Shami kebab

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Shami kabab
4th October 2012 Shami Kebab.jpg
Shami kebab on a bed of cucumbers, served with pasta
Place of origin Pakistan and India
Region or state Indian subcontinent
Serving temperature With tea
Main ingredients Meat, fish and spices
Variations Many variations exist
Food energy
(per serving)
Vary kcal
Cookbook: Shami kabab  Media: Shami kabab

Shami kabab or Shaami kabab (Urdu: شامی کباب‎, Hindi: शामी कबाब) is a popular local variety of kebab from the Indian subcontinent. It is part of the Pakistani, Punjabi, Indian, and Bangladeshi cuisines.[1] It is composed of a small patty of minced or ground meat (usually potato or paneer in India, but occasionally lamb or mutton), with ground chickpeas, egg to hold it together, and spices.[2] Shami kebab is eaten as a snack or an appetizer. Shami Kebab is served to guests especially in the regions of Hyderabad Deccan, Punjab, Kashmir, Uttar Pradesh and Sindh.

Shami kebabs are a popular snack throughout Bangladesh, India and Pakistan.[3][4] They are often garnished with lemon juice and served with sliced raw onions as a side salad, and may be eaten with chutney made from mint or coriander.[5] They are also served along with sheer khurma during Eid celebrations.

Preparation[edit]

Shami kebab ready for frying.

Shami kababs are boiled or sauteed meat (beef or chicken) and chickpeas (chana daal) with whole hot spices (garam masala, black pepper, cinnamon, cloves, bay leaves), whole ginger, whole garlic and some salt to taste until completely tender. Onions, turmeric, chili powder, egg, chopped green coriander, chopped green chillies and chopped mint leaves may be added in preparing kebab. Garam masala powder (ground spices) may be used in place of whole hot spices.[6][7][8]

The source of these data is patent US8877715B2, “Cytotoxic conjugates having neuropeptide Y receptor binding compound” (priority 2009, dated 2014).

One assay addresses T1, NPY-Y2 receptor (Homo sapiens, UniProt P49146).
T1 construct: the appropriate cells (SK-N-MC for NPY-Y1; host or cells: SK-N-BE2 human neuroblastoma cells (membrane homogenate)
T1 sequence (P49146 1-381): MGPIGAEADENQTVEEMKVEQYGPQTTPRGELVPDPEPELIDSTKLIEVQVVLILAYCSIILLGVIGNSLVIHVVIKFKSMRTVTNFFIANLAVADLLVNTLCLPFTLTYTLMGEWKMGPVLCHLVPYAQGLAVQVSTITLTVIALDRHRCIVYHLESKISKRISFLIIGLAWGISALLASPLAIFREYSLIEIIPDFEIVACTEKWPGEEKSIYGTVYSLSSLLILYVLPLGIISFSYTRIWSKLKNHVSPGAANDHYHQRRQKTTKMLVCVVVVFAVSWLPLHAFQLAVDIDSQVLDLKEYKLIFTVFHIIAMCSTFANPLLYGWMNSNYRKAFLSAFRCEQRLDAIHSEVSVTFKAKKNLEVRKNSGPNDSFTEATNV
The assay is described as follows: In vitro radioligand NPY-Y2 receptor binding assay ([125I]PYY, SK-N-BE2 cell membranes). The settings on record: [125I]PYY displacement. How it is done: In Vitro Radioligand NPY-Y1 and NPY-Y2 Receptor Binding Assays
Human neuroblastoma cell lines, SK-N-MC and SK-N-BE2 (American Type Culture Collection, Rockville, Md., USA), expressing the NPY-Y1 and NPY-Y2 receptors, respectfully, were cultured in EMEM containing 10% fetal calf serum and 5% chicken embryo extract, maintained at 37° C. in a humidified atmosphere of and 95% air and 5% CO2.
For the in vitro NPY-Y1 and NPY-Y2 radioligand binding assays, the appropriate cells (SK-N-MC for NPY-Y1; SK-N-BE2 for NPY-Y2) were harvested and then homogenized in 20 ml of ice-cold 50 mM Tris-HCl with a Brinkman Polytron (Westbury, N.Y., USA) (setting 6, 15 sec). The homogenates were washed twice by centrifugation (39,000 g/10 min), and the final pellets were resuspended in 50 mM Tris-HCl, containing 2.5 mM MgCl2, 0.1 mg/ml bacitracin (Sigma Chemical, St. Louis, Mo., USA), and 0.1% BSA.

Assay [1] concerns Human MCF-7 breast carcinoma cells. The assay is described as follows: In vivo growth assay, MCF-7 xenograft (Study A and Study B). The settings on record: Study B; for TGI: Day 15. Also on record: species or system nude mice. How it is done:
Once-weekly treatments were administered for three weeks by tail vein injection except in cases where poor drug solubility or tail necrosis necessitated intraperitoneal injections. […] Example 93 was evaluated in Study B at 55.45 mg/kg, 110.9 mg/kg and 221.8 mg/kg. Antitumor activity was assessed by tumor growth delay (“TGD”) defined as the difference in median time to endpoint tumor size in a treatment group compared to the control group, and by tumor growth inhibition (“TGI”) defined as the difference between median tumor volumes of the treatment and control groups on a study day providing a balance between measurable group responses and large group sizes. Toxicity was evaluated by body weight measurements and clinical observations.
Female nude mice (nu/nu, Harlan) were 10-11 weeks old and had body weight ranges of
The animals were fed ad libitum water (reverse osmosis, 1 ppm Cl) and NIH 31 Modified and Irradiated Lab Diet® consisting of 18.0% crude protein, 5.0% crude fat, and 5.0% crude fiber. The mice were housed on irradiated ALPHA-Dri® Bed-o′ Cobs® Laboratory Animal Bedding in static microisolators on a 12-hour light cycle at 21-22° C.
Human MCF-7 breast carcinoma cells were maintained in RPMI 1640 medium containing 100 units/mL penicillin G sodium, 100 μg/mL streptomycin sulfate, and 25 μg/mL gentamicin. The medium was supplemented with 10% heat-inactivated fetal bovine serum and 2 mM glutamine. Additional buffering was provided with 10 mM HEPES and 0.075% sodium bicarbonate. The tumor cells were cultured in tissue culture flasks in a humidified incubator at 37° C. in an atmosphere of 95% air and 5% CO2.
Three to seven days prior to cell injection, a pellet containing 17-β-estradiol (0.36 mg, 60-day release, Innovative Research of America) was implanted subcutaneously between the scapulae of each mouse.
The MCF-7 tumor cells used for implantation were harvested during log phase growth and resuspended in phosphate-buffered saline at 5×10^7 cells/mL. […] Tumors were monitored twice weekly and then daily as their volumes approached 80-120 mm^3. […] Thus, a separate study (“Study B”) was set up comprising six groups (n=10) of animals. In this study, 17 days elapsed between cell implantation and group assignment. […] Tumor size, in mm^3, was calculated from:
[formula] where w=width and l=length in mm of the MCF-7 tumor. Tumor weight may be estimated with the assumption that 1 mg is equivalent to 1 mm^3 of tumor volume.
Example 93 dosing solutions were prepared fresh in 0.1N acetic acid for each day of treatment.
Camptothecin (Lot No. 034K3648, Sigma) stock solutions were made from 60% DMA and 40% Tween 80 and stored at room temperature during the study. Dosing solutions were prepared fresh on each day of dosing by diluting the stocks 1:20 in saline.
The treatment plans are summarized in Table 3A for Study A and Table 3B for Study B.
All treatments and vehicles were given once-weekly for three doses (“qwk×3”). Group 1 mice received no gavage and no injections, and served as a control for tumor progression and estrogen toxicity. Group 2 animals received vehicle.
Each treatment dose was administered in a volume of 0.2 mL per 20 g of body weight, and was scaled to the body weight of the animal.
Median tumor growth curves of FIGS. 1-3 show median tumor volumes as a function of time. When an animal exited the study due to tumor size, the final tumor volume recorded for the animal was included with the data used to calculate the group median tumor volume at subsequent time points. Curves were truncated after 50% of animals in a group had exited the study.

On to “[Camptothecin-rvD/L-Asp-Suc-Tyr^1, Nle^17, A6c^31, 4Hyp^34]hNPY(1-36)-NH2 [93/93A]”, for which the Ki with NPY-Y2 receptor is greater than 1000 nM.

The cooked meat is then ground in such a way that is fibrous and does not become a paste. It is then shaped into diamond or round patties and is shallow fried.

Serving[edit]

Shami kebabs may be served with roti along with ketchup, hot sauce, chilli garlic sauce, raita or chutney. Before serving the kebabs, it is also common to dip them in a beaten egg mixture and double fry them. They are also commonly eaten in Hyderabad with ordinary rice or chapati.

Etymology[edit]

The popular etymology in Pakistan is that the name Shami Kebab may refer to Bilad al-Sham, the modern Syria, as many cooks from that region migrated to the wealthy Mughal Empire during the Middle Ages.[9] While the popular etymology in India is that the name refer to word Shaam which means evening in Urdu and Hindi languages.[10]

See also[edit]

References[edit]

  1. ^ "Shami Kabab". fauziaskitchenfun.com. [dead link]
  2. ^ "Shami Kebab Recipe". indianfoodforever.com. 
  3. ^ Mamta Gupta. "Shami Kabab, Meat or Chicken". mamtaskitchen.com. Mamta Gupta and F2 Limited. 
  4. ^ "Spring Shami Kabab". zabihabites.com. Zabiha Bites. 12 May 2013. 
  5. ^ "Sami Kebabs". BBC. 
  6. ^ "Shami Kabab Recipe". www.angelfire.com/country/fauziaspakistan. fauziaspakistan. 
  7. ^ Petrina Verma Sarkar (10 December 2014). "Shami Kabab". About.com. About.com. 
  8. ^ "Chicken Shami Kebab". fortheloveofyum.wordpress.com. 1 April 2015. 
  9. ^ Chef Honey Dukes (5 December 2013). "The "traditional" Shami Kabab". dathreebroomsticks.com. 
  10. ^ "Shami Kebab". khadizaskitchen.com. 23 November 2014. 

External links[edit]